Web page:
Silencing of miR20a is crucial for Ngn1-mediated neuroprotection in injured spinal cord.

Laboratory of Stem Cell Biology, Department of Biotechnology, College of Veterinary Medicine, Seoul National University, Seoul 151-742, Korea.
Human gene therapy (Impact Factor: 4.2). 12/2011; 23(5):508-20. DOI: 10.1089/hum.2011.121
Source: PubMed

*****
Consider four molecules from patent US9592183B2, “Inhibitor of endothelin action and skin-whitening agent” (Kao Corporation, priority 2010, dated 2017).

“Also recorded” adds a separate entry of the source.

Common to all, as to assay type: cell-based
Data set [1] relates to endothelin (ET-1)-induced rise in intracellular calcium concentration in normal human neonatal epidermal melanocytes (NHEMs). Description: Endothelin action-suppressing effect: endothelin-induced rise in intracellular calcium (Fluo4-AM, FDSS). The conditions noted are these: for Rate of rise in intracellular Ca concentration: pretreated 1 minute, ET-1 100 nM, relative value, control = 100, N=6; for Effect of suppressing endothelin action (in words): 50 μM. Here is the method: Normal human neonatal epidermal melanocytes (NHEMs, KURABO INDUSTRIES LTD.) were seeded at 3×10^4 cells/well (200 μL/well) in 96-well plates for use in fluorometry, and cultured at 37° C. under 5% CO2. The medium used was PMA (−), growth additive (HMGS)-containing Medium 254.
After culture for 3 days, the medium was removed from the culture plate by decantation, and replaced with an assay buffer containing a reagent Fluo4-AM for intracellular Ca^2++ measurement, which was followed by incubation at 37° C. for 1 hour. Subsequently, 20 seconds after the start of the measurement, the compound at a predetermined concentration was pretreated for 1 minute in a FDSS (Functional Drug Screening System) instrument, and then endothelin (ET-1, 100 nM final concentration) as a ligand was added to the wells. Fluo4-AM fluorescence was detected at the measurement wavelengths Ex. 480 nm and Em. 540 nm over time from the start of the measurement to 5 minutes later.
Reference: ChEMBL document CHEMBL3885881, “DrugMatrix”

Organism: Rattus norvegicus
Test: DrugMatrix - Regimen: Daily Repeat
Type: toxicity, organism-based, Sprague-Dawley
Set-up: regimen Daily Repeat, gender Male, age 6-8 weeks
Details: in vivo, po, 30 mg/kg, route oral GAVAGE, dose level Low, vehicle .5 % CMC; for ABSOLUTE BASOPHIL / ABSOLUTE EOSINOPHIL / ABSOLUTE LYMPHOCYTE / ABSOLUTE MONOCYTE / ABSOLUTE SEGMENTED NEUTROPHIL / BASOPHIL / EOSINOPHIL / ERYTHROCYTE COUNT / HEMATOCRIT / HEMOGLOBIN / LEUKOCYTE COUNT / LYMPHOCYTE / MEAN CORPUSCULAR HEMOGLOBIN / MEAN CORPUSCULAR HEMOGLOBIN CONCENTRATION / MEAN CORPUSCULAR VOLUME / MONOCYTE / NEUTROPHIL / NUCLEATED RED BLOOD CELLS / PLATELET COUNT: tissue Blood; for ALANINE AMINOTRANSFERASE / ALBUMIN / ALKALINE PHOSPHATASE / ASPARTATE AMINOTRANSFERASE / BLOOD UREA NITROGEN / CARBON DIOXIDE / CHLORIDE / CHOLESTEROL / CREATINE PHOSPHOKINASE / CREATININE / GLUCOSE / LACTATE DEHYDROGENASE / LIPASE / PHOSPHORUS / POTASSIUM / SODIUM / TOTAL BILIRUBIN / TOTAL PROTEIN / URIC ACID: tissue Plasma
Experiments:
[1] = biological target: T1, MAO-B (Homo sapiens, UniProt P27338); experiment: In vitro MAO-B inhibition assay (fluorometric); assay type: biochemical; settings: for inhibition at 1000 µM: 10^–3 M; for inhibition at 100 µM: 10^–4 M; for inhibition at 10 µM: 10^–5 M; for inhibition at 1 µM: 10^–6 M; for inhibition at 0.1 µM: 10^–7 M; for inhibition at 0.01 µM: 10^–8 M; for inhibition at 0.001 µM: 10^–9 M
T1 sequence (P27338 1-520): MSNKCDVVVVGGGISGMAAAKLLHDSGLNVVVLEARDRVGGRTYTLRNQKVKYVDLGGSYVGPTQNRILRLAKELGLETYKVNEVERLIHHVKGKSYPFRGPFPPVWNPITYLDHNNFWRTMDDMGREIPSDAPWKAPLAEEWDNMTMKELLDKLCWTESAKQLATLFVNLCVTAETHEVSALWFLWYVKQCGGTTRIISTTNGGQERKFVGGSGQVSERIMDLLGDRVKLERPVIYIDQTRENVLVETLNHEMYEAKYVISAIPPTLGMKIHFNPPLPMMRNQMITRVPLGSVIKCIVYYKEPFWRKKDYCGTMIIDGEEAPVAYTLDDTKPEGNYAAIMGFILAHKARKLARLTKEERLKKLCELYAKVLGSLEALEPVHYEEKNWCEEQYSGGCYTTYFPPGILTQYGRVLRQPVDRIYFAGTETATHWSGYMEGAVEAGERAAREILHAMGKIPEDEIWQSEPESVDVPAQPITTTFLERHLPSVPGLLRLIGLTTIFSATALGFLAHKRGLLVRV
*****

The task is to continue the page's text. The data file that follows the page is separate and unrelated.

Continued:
ABSTRACT MicroRNAs (miRNAs) compose a relatively new discipline in biomedical research, and many physiological processes in disease have been associated with changes in miRNA expression. Several studies report that miRNAs participate in biological processes such as the control of secondary injury in several disease models. Recently, we identified novel miRNAs that were abnormally up-regulated in a traumatic spinal cord injury (SCI). In the current study, we focused on miR20a, which causes continuing motor neuron degeneration when overexpressed in SCI lesions. Blocking miR20a in SCI animals led to neural cell survival and eventual neurogenesis with rescued expression of the key target gene, neurogenin 1 (Ngn1). Infusion of siNgn1 resulted in functional deficit in the hindlimbs caused by aggressive secondary injury and actively enhanced the inflammation involved in secondary injury progression. The events involving miR20a underlie motor neuron and myelin destruction and pathophysiology and ultimately block regeneration in injured spinal cords. Inhibition of miR20a expression effectively induced definitive motor neuron survival and neurogenesis, and SCI animals showed improved functional deficit. In this study, we showed that abnormal expression of miR20a induces secondary injury, which suggests that miR20a could be a potential target for therapeutic intervention following SCI.

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